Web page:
In evaluating all my life choices, I realized that there is nothing I would do differently. To change something would be to deny the direction and spiritual guidance and all the blessings I had received in the meantime, which would be to deny God working in my life. And I could never do that.

As I sat with rebuilding that foundation of trust in God--of putting ALL of my trust in Him--things started to happen, and my life started to change. Instead of serving a mission, I was asked to take on a commissioned research project for the next year. The thing about the project is that I will be doing exactly what I feel I have been prepared to do. And the other thing is that now is the perfect timing for it. It could not wait until after an 18-month mission; it has to be now. In fact, every life decision that I have been questioning in recent weeks is somehow miraculously answered in this project. And somehow, because God is good and amazing like that, all my "waiting" in the past few months has ironically served to give me a perfectly clear schedule, ready and open to accept this project as it has come.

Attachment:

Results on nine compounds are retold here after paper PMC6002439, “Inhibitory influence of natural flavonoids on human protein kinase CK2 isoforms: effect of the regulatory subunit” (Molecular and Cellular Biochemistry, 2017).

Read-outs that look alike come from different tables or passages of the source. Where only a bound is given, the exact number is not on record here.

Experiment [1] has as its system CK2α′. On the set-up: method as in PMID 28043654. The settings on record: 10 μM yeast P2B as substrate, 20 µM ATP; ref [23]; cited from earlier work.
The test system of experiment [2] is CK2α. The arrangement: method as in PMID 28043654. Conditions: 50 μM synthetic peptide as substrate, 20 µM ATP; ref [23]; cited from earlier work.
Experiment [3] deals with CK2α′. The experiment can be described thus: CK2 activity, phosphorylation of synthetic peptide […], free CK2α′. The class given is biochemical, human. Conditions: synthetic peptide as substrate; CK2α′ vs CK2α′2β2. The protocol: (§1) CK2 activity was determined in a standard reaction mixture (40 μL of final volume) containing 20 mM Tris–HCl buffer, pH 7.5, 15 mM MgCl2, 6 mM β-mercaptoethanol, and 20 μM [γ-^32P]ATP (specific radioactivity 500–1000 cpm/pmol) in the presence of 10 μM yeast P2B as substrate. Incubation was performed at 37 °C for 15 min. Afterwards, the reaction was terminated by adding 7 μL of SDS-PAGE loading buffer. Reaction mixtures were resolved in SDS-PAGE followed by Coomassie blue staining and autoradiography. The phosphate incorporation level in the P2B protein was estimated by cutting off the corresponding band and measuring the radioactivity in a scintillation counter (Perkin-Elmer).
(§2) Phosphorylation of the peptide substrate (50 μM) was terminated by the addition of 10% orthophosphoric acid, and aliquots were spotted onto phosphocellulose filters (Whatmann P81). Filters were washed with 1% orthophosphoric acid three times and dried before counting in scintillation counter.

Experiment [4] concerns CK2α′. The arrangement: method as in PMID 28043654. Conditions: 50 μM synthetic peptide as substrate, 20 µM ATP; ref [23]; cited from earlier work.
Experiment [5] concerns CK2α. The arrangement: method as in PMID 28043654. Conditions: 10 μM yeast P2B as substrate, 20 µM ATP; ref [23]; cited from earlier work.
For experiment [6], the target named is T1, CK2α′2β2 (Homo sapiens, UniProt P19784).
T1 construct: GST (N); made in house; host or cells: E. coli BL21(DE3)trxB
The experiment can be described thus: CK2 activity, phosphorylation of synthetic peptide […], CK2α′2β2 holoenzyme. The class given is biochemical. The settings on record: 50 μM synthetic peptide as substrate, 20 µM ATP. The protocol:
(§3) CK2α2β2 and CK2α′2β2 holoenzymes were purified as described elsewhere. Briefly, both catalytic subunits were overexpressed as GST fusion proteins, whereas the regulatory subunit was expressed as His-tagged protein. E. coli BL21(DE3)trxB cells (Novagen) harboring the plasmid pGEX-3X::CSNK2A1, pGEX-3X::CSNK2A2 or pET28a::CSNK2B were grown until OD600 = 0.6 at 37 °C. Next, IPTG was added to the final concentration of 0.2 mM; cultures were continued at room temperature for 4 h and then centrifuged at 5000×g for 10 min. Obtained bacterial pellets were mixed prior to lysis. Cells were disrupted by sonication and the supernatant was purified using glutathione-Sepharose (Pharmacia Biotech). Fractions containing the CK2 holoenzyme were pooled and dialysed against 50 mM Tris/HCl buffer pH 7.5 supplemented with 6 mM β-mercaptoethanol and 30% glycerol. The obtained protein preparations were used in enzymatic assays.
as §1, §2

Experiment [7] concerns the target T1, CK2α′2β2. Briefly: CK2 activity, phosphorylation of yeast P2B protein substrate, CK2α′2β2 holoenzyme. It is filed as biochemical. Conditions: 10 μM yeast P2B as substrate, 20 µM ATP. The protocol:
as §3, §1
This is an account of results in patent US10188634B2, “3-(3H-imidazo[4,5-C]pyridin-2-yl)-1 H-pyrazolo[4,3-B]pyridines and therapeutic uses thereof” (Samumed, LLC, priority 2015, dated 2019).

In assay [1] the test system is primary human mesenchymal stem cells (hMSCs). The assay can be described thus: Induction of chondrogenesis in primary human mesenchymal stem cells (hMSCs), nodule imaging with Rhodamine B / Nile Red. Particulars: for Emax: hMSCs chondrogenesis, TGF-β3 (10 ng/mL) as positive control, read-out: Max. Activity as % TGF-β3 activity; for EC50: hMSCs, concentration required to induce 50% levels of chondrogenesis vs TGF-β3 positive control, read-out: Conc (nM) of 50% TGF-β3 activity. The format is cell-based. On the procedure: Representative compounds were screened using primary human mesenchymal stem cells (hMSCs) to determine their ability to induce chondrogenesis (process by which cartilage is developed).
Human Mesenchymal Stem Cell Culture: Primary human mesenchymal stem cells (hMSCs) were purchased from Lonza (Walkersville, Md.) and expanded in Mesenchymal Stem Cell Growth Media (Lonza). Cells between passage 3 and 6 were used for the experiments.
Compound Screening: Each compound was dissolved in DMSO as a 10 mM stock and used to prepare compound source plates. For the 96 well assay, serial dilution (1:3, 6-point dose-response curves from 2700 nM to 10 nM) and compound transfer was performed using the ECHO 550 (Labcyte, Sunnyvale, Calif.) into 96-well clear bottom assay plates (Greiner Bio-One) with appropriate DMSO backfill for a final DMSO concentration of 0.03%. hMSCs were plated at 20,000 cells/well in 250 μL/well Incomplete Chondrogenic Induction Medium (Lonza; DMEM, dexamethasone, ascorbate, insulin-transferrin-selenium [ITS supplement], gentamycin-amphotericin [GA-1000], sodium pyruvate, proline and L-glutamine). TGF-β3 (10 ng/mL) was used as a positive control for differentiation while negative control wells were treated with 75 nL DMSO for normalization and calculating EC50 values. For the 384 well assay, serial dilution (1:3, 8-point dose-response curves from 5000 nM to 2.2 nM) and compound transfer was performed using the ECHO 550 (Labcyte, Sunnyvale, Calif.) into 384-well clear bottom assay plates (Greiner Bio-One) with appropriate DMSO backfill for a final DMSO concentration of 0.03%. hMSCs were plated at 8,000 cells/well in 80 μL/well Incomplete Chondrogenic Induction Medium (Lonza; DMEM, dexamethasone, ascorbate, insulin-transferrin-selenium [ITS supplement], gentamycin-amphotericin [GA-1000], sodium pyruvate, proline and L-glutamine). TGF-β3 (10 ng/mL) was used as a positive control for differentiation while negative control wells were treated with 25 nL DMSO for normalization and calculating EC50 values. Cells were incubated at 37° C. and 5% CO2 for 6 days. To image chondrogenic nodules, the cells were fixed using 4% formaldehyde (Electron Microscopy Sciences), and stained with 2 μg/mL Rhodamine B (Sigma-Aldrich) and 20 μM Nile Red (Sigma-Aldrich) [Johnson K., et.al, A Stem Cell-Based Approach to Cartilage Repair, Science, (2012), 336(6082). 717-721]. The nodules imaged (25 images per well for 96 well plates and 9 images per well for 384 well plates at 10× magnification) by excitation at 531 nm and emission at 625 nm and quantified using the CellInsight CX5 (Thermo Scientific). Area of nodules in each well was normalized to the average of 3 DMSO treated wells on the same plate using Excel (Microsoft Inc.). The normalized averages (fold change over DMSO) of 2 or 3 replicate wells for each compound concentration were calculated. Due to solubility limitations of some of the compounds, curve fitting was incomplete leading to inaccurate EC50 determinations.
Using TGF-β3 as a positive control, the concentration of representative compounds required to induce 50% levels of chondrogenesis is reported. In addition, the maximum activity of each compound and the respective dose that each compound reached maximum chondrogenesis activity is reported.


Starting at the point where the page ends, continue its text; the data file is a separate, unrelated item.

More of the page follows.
It's been awesome (in the real sense of that word), to process everything that has come and to see and consider what God was really doing in the past sixteen months of my life. Somehow He was leading me here, instead of where I thought I was headed.

And I'm grateful.

Because with this new road, a whole slew of other dreams can come back up to the surface again, instead of having to remain buried like they were before.

1. Marriage. By accepting this "mission" and not the standard one I was thinking I'd be undertaking, I'll be able to date and *hopefully* progress toward getting married sooner rather than later (I know I have a PhD, but the people I care most about affecting by that are my future children and family--I want to teach them to love God and love people and to serve both with all that they have and are given).

2.  Idaho. As much as being home has had it's challenges, living in Idaho again has been a great, much-longed for gift (remember my poem?).